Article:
Have you eaten from the tree of which I commanded you not to eat? The man said, ‘The woman whom you have to be with me, she gave me the fruit from the tree, and I ate.’ (Gen 3:11-13)
Recently I was asked to help resolve some serious conflicts between two colleagues. I planned to meet with them individually and then together.
In the first session, I asked the guy about the situation and he started to blame the other one. After 15 minutes of letting him vent, I asked, “What did you do to help create this mess?” He looked sheepish and said, “I made some mistakes. I could’ve handled myself better. I need to apologize and make some changes.”
I began the next session in the same way and this guy blamed the other one. After 15 minutes I asked, “What did you do to help create this mess?” He said, “Nothing. This mess is about him, not me. I’ve no regrets.”
Having a third session would’ve been a waste of time. I reported that these two guys might not be able to resolve their differences. I also suggested that the second one might need to move.
Why would any of us ever act like the second guy? Is it a lack of maturity? Accountability? Honesty? Integrity?
Since the Garden of Eden, there have been no innocent people. Although we all need forgiveness, do we actually know, accept, and seek it? Or do we feel like we’re above reproach?
God found Adam in today’s lesson with the juice of the forbidden fruit dripping off his chin. When God asked what was going on, Adam blamed both Eve and God. When the fall of mankind happened the blame-game started.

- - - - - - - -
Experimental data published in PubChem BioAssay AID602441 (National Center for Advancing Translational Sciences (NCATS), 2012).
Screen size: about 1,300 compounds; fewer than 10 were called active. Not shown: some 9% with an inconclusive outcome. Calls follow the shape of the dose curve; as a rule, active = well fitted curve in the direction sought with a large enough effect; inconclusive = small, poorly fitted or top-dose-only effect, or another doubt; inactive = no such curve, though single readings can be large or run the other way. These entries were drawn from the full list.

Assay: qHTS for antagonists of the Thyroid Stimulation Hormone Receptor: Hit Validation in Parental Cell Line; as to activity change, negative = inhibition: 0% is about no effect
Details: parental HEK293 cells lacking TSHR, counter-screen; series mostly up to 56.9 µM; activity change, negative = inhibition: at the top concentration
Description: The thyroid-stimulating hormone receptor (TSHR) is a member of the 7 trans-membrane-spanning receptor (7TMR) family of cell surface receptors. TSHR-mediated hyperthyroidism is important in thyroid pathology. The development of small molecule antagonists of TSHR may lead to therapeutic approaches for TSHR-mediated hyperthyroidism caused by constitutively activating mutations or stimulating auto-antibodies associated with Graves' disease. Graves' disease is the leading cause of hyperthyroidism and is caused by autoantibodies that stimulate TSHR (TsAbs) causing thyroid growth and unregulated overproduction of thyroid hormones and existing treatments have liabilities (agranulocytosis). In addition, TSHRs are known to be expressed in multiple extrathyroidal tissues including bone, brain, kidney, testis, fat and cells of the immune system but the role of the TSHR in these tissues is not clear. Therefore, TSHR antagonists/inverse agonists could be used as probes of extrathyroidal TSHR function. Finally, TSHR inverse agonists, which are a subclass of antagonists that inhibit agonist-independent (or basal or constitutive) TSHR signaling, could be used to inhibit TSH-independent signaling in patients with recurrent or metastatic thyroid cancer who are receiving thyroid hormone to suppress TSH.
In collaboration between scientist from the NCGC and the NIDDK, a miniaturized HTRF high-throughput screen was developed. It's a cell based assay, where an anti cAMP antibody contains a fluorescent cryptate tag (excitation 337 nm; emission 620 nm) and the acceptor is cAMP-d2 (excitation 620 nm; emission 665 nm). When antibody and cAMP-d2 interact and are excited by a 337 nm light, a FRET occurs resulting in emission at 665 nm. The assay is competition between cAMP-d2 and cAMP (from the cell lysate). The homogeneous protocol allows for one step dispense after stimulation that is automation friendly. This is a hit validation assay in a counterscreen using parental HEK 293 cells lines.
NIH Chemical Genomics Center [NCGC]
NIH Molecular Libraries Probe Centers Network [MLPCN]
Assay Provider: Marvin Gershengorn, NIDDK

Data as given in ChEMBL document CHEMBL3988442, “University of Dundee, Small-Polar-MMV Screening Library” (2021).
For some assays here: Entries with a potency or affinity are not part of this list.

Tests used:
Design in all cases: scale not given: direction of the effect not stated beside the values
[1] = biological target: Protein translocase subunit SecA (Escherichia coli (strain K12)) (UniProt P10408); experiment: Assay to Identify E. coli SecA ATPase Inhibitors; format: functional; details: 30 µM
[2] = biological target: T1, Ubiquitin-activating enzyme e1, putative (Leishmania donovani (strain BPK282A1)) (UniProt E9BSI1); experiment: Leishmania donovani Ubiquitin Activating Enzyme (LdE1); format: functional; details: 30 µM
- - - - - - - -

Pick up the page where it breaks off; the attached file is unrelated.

Please take a hard look at the conflicts in your relationships. Where are your fingerprints in the mess, your role in the brokenness, your responsibility in the separation?
These are some of the strongest words we can say: “I’m sorry.” “Please forgive me.” “I could’ve done better.” “Accept my apology.” “I claim my part in this mess.” “I will learn and make some changes.”
I encourage us to have the maturity, accountability, ego-strength, and faith to say these words. For our sake. For the sake of the other. For the sake of the relationship.
- Have you ever blamed someone else and not taken any responsibility for the mess, the problems, or the brokenness in a relationship? If so, with whom? If so, why?
- Once you acknowledge that you haven’t always claimed your responsibility in a separation or conflict, do you need to go make amends with anyone? If so, when are you going to do so?
- How would your life change if you took full responsibility for your life and stopped playing the blame game?